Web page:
The Levelized Cost of Energy (LCOE) from solar power plants could fall by 59% by 2025, to an average 6 cents/kWh, the International Renewable Energy Agency (IRENA) said in a report published June 15.
PV module prices have fallen 80% since 2009 and module prices drop 20% with every doubling of cumulative installed capacity, IRENA said.
"Importantly for policy makers, cost reductions to 2025 will depend increasingly on balance of system costs (e.g. inverters, racking and mounting systems, civil works, etc.), technology innovations, operations and maintenance costs and quality project management," the agency said.
"The focus in many countries must therefore shift to adopting policies that can reduce costs in these areas," it said.
Inverter shipment growth slows in 2016
Global PV inverter shipments rose by 42% in 2015 to 59.7 GW and product flows are expected to flatten off in 2016 ahead of further growth in the coming years, GTM Research said in a report.
Rising activity in the Chinese and Japanese markets is expected to level off in 2016 and the U.S. is expected to draw down a surplus built up in 2015, the research group said.
Between 2016 and 2020, inverter shipments are expected to grow 11% per year.
"The product landscape is rapidly changing as module-level power electronics (MLPE) continue to build market share and decentralized system architectures grow more popular," GTM Research said.
"Three-phase string inverters, long the mainstay of commercial solar markets, will account for 37% of all PV inverter shipments globally by 2020 as they become more commonly used in utility-scale systems," it said.
US ground-mounted PV prices to hit $1/watt by 2020
U.S. prices for utility scale fixed-tilt ground-mounted PV systems will fall by 21% by 2020, to $0.99 per watt, according to a report from GTM Research.
Modules currently represent half of the system cost, while additional hardware such as inverters and balance of system components represent 22%, the research agency said in its U.S. Solar PV Price Brief H1 2016 report, published June 1.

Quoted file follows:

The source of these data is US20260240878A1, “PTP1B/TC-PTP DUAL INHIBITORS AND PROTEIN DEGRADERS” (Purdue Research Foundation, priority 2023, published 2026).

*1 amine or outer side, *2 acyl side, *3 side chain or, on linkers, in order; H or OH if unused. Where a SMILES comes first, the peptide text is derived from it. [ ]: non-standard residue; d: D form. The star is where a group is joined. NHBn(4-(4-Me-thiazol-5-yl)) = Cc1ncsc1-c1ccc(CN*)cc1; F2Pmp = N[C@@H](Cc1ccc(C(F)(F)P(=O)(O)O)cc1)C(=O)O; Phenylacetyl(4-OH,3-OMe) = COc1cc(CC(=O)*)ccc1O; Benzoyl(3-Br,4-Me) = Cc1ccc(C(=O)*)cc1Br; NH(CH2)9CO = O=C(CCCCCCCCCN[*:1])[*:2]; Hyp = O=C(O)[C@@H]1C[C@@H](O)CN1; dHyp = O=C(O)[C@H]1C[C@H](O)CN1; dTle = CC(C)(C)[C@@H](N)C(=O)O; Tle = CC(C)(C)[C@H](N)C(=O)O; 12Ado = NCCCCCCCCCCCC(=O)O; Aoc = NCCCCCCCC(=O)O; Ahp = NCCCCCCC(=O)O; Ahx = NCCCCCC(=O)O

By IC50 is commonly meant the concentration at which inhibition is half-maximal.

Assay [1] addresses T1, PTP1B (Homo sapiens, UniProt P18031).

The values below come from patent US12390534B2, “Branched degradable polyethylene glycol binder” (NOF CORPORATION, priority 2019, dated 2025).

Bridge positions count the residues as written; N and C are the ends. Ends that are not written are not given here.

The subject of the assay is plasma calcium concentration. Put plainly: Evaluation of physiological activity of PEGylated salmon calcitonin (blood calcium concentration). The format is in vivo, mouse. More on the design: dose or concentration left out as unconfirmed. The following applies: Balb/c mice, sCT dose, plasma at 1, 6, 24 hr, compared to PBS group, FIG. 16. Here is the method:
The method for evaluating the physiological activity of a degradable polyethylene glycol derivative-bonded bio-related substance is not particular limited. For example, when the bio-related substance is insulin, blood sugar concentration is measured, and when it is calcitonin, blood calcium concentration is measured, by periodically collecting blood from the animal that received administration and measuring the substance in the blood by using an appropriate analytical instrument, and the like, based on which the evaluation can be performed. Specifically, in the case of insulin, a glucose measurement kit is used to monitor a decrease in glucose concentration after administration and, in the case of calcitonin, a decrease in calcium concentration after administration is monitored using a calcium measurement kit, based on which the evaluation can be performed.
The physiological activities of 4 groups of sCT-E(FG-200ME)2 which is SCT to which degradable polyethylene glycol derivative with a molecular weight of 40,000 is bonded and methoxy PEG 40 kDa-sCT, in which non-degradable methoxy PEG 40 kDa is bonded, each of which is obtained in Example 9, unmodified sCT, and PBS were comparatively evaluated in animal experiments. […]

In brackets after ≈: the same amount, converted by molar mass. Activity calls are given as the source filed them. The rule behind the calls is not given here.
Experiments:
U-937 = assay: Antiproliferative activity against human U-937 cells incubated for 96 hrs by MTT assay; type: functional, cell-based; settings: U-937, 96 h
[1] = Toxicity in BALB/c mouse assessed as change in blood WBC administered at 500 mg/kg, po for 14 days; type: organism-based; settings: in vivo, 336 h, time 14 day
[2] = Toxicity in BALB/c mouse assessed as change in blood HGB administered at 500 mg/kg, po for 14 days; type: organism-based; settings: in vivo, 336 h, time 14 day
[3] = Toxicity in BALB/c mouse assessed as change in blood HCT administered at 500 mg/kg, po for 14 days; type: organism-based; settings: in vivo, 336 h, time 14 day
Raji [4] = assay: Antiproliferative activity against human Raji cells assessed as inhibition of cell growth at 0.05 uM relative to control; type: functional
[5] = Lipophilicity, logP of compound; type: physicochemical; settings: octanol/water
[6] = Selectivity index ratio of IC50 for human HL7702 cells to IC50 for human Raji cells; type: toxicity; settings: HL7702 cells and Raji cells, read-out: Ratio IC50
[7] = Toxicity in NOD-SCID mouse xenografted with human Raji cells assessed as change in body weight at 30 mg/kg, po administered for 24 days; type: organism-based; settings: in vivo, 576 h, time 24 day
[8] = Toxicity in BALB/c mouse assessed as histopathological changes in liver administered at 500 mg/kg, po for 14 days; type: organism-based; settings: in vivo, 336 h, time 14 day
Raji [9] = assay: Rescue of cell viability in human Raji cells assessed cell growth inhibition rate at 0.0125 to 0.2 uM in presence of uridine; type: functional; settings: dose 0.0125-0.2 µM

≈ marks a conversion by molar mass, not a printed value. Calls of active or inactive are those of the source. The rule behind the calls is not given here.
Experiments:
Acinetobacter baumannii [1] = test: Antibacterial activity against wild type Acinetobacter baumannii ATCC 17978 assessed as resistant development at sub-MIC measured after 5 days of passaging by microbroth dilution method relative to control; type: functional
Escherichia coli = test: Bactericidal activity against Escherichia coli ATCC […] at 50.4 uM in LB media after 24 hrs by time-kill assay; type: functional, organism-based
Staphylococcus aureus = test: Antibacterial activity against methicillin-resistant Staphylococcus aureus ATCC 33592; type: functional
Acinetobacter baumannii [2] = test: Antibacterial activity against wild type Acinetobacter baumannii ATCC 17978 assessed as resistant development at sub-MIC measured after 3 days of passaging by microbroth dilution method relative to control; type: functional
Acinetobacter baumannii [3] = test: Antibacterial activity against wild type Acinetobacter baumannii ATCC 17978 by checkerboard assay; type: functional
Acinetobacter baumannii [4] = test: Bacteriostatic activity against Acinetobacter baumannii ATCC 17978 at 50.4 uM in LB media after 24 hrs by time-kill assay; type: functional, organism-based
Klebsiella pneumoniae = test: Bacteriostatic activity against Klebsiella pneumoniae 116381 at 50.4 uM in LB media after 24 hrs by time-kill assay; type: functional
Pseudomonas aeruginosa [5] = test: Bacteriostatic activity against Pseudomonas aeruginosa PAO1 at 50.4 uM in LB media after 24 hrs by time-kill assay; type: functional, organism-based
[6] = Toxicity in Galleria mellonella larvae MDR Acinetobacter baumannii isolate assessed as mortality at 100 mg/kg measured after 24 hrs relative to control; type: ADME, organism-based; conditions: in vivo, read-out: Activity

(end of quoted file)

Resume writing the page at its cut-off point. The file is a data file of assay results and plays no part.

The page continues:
Soft costs, which account for 28% of system costs, present the "biggest opportunity, but also the largest hurdle for future cost reductions, particularly in the residential and commercial market segments where prices are much higher than in the utility-scale segments," GTM Research said.
Saudi Arabia tenders for 100 MW solar capacity
Saudi Arabia launched June 1 a tender for two 50 MW solar power plants in the north of the Kingdom, Saudi Electricity Company said in a statement.
This is Saudi Arabia's first competitive global tender for utility-scale solar power projects and the designated sites are at Al-Jouf and Rafha. On April 25, the government announced a target of 9.5 GW of solar and wind power by 2030 as part of its Vision 2030 plan of new economic and social objectives.
The Vision 2030 plan will see the transformation of Saudi Aramco from an oil producing company into a "global industrial conglomerate" and the company has been actively researching new solar and wind projects.
The two new solar power plants will sell all electricity output to Saudi Electricity Company under a long-term Power Purchase Agreement (PPA).
Source: This post was originally published in PV Insider on June 22nd, 2016.